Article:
Allowing the Iranians to enrich at Fordow means they could kick out inspectors at any time and have a fully-functioning enrichment facility hardened against military intervention. Since sanctions will be unraveled by design at the beginning of a deal, that means the West would have literally zero options to stop a breakout.
U.S. House Speaker John Boehner immediately reacted to the AP report and tweeted: “Not a good deal.”
Earlier last week, the International Atomic Energy Agency (IEAE) confirmed that Iran has yet to comply with the demand to hand over to the UN Security Council and the IEAE crucial information about the possible military dimensions of its nuclear program.
In an address to the 2015 Carnegie International Nuclear Policy Conference, Director General Yukiya Amano of the IEAE urged Iran to implement the Additional Protocol to its Safeguards Agreement. This is a step that gives IAEA inspectors greater access to sites and more information about a country’s nuclear program so that the Agency can provide credible assurance about the absence of undeclared nuclear material and activities.
In November 2011, Amano stated in a report to the IAEA Board of Governors that credible information obtained by the Agency indicated that Iran had carried out activities relevant to the development of a nuclear explosive device. The information also indicated that, before the end of 2003, these activities took place under a structured program, and that some might still be ongoing. The report identified 12 areas of concern.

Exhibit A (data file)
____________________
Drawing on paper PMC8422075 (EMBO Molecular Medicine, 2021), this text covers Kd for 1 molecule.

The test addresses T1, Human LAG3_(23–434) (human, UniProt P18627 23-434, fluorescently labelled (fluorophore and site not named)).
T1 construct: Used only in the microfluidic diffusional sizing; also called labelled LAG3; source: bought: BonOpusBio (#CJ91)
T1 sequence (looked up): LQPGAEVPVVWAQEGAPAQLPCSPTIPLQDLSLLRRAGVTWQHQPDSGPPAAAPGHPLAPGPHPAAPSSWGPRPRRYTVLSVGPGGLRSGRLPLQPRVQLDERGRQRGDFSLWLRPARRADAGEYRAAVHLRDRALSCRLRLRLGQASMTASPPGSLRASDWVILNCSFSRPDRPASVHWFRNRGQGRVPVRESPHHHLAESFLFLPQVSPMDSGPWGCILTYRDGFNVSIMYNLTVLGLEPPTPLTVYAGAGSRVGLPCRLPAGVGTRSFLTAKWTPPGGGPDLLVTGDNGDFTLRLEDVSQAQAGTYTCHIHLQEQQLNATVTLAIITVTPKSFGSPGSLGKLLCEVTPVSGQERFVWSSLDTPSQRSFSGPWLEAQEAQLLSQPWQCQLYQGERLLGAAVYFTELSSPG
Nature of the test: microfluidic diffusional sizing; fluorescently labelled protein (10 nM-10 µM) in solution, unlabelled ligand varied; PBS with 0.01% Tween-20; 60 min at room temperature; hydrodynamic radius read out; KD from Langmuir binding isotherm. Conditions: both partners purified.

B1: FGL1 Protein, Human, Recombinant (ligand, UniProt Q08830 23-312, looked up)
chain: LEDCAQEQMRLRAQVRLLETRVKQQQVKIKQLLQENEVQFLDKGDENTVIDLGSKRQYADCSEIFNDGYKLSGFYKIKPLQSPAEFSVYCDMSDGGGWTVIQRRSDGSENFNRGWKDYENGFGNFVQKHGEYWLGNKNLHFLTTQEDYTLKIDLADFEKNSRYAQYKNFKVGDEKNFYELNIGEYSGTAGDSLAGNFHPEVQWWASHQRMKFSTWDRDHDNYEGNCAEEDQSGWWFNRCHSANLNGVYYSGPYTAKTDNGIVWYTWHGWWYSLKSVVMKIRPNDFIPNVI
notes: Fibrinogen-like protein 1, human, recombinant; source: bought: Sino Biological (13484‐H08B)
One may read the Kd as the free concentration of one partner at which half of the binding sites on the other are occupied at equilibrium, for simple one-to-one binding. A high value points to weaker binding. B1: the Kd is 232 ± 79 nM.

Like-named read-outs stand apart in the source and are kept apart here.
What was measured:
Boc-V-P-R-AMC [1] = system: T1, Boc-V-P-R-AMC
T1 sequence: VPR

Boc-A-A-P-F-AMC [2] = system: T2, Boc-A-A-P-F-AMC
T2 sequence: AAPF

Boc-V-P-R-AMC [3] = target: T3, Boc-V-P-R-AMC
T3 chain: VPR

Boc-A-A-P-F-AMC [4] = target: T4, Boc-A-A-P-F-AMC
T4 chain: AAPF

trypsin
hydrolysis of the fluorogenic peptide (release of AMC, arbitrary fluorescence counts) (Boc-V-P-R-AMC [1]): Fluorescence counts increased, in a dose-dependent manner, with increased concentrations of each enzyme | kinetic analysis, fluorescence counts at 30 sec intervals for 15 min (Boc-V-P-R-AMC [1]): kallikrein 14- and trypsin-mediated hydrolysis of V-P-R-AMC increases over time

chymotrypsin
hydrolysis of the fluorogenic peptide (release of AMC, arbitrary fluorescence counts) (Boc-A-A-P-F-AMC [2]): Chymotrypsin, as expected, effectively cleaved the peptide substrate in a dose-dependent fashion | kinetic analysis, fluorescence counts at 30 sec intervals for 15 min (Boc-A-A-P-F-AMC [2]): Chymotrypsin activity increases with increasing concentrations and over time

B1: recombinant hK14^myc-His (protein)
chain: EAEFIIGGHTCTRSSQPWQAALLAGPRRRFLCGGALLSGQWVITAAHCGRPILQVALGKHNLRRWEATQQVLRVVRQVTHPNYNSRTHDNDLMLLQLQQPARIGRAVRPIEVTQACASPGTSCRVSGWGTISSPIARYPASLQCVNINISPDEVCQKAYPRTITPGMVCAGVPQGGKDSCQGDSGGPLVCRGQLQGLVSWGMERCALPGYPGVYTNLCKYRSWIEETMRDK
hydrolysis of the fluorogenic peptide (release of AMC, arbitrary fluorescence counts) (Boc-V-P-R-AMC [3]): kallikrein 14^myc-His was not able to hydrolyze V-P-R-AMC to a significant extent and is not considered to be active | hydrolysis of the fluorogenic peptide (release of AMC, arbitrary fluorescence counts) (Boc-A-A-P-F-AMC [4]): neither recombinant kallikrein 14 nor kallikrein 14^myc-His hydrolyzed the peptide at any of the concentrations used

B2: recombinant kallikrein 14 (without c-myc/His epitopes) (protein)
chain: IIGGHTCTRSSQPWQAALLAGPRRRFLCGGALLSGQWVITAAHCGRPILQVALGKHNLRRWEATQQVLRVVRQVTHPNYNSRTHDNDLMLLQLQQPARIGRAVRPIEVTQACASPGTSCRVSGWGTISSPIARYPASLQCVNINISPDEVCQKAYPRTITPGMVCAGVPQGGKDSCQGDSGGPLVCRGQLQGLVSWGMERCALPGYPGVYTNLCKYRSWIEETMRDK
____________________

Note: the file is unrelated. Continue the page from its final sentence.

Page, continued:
The U.S. Senate reacted to the emerging deal and voted unanimously (100-0) for Senator Kirk’s proposal that would enable Congress to reimpose economic sanctions on Iran if it cheats on a nuclear agreement with the West. The move came just a few days after media reports that Democrats would block the proposal.
On Saturday, a journalist who defected from the Iranian team in Switzerland issued a damning indictment of America’s role in the negotiations with Iran.
“The U.S. negotiating team are mainly there to speak on Iran’s behalf with other members of the 5+1 countries and convince them of a deal,” Amir Hossein Motaghi told a TV station just after defecting from the Iranian delegation while abroad for the nuclear talks.
Retired US Adm. James A. Lyons, writing for Accuracy in Media, agrees with Motaghi. He wrote that the negotiations regarding a nuclear agreement with Iran are “a sham” and that its outcome was pre-ordained by Obama in secret communications with the Iranian leaders in 2008. Lyons based his conclusions on a report by Iran expert Michael Ledeen and called for Obama’s impeachment.